The Adidas Group is tending to its green practices with two new sustainability partnerships.
On the heels of Greenpeace’s request for Adidas to come clean following its investigation into hazardous chemicals in 2014 World Cup gear, the athletic goods behemoth has announced yesterday a new plan for eliminating hazardous chemicals from its products and processes.
In collaboration with Greenpeace’s Detox campaign, Adidas revealed a roadmap to eliminate per-and polyfluorinated chemicals (PFCs) and set key milestones to achieve full supply-chain transparency. As part of the agreement, Adidas will ensure 99 percent of its products are PFC-free by 2017, leading to full elimination by 2020.
PFCs are known to accumulate in the environment and negatively impact human immune and reproductive systems and can lead to thyroid disease. Currently the brand uses PFCs in the manufacturing of their clothing and footwear as a way to keep them dirt- and water-resistant.
Manfred Santen, Detox campaigner at Greenpeace Germany, said the announcement from Adidas represents a major step toward a toxic-free future. “This credible approach with achievable milestones shows Adidas is back onside with Detox,” he added.
Additionally, Adidas said it plans to achieve full supply-chain transparency by 2020. The company will publish discharge data from 99 percent of its Chinese suppliers by the end of this year, and 80 percent globally by mid-2016.
The decision to reveal such information backs Greenpeace’s “Right-to-Know” initiative to inform local communities and the brand’s customers about potentially hazardous materials. “This is a victory for Adidas’ customers, for the local communities forced to live with toxic water pollution and for our future generations. Global brands like Adidas have the power and the responsibility to help us kick out these dangerous chemicals for good,” Santen said.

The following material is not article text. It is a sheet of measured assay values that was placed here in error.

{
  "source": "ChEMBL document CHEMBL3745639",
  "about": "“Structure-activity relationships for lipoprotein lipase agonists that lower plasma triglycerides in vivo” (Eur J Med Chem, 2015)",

To help achieve its goal of full transparency, Adidas has tapped Bluesign Technologies, a leading independent auditor of manufacturing processes and provider of assessment tools for the textile industry, to establish a more transparent chemical management strategy for the company.
Bluesign’s system, focused on screening and managing chemical input at the supplier level, is aimed at improving multiple layers of Adidas’ manufacturing process, including more responsible use of resources, effective management of restricted substance and the elimination of hazardous chemicals in the supply chain.
Frank Henke, Adidas Group vice president of global social and environmental affairs, said the partnership with Bluesign Technologies will bring the group’s chemical management programs to the “next level.”
Adidas suppliers across the globe will be able to access information on sustainable textile chemistry for processes spanning pretreatment to finishing, ultimately resulting in the manufacturing more sustainable materials. All materials will have to comply with rigorous tests to verify compliance with Bluesign criteria.